Heathrow, Britain’s biggest airport, is operating at full capacity and is vying with Gatwick for backing for expansion from a commission due to report this summer.
While London’s two biggest airports await the outcome of the three-year commission, Manchester Airport has been expanding its long-haul routes, giving passengers an alternative to travelling south to Heathrow.
“Over the next 10 years, the airport will continue to develop as a global gateway for the UK,” said Manchester Airport Group chief executive Charlie Cornish yesterday.
Even with government backing, building of a new runway in the south-east of England would not be complete until the middle of the next decade, giving other airports in Britain and Ireland a chance to add new flights as demand for air travel grows.
On the face of it, any expansion in Manchester to boost its transatlantic routes will pose a challenge to Dublin and Cork airports in future years.
Manchester’s 21.9m passengers give it a slight lead over Dublin, which handled 21.7m passengers last year.
Dublin Airport claims it has more transatlantic flights than Manchester. Its summer schedule will make it the sixth-largest airport in Europe by weekly departures to the US, behind Paris’ Charles de Gaulle, Frankfurt, Amsterdam Schiphol, and Madrid, the airport says.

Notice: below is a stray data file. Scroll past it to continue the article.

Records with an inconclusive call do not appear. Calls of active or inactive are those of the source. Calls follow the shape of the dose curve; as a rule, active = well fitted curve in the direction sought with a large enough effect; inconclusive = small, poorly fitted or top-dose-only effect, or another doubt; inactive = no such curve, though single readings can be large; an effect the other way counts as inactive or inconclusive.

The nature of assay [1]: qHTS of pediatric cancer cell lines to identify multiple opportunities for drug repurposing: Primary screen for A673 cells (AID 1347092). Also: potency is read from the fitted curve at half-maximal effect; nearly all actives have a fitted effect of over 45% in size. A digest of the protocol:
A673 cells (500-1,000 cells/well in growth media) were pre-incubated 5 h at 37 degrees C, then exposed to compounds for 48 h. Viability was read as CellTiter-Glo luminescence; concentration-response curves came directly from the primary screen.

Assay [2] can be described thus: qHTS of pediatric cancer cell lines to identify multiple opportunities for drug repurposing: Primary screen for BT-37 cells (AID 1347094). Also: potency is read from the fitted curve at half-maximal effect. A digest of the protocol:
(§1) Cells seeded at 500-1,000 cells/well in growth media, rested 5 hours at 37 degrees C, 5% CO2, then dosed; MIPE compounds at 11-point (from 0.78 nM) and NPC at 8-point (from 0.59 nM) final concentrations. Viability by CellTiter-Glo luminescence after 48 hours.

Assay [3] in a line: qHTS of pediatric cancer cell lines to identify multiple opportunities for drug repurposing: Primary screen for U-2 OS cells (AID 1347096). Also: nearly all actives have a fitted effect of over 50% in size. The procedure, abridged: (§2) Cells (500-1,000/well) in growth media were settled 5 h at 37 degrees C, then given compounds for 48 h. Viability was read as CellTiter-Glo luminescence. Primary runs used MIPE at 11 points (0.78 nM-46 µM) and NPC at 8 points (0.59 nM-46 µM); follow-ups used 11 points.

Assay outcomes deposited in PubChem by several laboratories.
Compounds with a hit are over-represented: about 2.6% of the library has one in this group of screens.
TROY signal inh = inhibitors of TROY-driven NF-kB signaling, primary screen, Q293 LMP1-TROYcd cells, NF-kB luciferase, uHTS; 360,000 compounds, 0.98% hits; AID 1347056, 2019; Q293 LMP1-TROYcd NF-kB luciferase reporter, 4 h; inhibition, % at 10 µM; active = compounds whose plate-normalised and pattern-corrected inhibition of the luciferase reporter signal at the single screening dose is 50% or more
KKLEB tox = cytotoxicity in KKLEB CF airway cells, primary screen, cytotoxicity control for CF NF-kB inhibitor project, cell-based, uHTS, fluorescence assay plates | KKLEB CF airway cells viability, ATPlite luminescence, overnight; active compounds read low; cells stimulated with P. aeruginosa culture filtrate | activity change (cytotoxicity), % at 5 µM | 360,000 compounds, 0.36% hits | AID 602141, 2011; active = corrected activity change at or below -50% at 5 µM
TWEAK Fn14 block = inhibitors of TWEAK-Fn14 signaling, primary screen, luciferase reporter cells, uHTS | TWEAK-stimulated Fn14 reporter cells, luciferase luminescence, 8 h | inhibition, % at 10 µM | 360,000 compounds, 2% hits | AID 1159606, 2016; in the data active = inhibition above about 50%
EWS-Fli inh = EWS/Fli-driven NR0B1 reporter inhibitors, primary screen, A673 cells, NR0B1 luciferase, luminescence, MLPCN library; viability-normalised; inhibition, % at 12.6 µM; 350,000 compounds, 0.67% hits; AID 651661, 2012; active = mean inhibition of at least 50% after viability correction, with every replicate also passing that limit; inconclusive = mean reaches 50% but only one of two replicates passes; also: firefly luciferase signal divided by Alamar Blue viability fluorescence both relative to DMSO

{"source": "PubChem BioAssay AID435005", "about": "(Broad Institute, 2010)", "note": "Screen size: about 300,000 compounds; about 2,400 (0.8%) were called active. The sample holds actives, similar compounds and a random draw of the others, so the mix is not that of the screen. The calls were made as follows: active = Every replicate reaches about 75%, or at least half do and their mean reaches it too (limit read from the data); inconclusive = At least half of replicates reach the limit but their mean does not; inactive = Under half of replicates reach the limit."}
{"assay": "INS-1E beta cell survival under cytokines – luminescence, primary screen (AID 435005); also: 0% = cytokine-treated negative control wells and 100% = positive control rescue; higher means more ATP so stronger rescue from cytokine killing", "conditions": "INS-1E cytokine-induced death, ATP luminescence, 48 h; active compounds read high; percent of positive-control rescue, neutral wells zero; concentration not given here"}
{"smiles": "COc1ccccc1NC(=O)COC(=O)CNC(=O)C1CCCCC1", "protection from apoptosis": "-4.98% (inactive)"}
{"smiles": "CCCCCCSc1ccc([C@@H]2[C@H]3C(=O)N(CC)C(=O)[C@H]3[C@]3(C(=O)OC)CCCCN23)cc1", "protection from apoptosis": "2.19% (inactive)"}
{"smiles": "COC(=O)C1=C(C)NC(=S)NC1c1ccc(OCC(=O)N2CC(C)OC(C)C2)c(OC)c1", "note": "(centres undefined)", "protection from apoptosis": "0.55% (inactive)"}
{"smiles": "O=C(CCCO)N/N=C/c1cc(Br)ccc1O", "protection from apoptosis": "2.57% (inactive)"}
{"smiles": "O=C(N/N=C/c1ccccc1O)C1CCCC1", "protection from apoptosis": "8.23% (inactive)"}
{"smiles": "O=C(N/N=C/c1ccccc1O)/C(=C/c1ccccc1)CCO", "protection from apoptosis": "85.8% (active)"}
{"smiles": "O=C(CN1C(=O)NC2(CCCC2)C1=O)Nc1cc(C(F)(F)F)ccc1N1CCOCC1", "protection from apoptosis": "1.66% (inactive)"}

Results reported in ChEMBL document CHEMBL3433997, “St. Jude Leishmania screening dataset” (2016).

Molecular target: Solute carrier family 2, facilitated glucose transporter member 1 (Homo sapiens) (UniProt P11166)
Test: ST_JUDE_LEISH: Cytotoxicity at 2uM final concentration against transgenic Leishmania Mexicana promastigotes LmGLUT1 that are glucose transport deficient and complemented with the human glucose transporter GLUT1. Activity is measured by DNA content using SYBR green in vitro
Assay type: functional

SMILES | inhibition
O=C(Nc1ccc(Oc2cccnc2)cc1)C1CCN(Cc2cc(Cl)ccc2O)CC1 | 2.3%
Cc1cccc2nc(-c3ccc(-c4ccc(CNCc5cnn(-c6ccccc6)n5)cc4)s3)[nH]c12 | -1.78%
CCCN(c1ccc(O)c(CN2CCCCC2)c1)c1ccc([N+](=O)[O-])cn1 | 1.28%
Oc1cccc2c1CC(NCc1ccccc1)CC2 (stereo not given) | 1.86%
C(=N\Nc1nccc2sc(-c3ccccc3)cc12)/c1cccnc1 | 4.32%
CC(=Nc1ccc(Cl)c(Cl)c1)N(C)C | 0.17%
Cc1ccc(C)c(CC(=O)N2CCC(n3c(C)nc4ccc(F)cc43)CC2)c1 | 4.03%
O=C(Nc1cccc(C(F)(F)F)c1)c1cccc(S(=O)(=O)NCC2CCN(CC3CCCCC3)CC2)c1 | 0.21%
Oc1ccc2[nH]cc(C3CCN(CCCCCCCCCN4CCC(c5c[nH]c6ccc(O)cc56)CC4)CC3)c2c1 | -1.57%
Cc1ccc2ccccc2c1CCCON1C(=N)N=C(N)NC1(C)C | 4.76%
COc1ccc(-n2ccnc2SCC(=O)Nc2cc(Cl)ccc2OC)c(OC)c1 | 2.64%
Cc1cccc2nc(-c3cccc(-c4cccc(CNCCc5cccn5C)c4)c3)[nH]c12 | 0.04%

Securing slots from Ireland into Heathrow was a major reason cited by the Government for supporting Willie Walsh’s IAG bid for Aer Lingus last week. British Airways, which is owned by IAG, is based at Heathrow.
Manchester Airport grew passenger numbers by 6% in its last financial year and expects to add another 5% in the 2015-16 period. The £1bn investment programme would ensure it can handle more flights and passengers.
The airport expansion also fits in with efforts by British chancellor George Osborne to improve road and rail links between northern English cities such as Manchester, Liverpool, and Leeds to create a conurbation with the scale and resources to compete with London.
“All the research we’ve done is that passengers are looking to ideally travel from their local airport,” Mr Cornish said, adding that the airport was bringing in more long-haul routes, including to the US and Middle East, where airlines such as Emirates, Etihad, and Qatar Airways had added capacity in recent years.
The investment, funded by a combination of improving cashflow and some additional debt, will involve expanding the main terminal building and improving another terminal.
Manchester and Stansted, Britain’s fourth-largest airport, are part of Manchester Airport Group which is owned by an Australian pension fund and a group of regional councils around Manchester.